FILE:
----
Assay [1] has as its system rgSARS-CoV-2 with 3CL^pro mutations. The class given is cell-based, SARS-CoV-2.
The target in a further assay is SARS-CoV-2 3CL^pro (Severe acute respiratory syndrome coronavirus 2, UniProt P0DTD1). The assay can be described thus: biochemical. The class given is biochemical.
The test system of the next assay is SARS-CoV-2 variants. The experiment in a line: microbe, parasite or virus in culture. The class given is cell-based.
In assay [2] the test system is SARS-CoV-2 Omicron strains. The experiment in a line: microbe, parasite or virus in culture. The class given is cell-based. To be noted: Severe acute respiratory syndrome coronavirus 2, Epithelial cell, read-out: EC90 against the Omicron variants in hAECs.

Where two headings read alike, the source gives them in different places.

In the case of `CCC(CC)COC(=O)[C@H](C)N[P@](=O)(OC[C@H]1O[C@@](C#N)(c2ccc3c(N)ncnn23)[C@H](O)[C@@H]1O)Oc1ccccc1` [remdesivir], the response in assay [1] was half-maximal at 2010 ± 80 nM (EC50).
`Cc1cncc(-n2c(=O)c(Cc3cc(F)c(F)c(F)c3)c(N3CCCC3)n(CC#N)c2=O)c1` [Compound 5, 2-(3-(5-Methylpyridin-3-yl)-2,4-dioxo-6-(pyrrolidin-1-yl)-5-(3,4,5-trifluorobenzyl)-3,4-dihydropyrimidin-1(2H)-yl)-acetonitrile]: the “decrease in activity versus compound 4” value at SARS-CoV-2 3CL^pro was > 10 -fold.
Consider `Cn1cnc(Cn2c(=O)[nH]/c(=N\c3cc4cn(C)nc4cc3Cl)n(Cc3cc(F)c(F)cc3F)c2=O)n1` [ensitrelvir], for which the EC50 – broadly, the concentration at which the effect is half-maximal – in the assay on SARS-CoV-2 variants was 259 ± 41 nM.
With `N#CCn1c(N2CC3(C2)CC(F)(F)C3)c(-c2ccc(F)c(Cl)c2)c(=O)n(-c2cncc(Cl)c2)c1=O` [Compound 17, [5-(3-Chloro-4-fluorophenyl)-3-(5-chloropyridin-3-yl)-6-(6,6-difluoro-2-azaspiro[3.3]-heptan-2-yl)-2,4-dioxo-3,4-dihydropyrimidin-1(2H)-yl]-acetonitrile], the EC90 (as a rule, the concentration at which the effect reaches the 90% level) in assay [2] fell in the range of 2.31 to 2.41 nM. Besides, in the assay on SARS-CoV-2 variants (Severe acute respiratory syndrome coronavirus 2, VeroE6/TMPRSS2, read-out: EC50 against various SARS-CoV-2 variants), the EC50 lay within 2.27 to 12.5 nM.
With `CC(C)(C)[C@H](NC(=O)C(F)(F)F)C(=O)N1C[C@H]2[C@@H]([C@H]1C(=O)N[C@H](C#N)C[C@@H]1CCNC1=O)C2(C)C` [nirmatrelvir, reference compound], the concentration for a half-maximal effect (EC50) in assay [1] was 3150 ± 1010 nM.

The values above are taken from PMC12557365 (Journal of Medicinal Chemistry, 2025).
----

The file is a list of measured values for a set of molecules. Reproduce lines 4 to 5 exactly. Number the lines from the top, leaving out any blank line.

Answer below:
In assay [2] the test system is SARS-CoV-2 Omicron strains. The experiment in a line: microbe, parasite or virus in culture. The class given is cell-based. To be noted: Severe acute respiratory syndrome coronavirus 2, Epithelial cell, read-out: EC90 against the Omicron variants in hAECs.

Where two headings read alike, the source gives them in different places.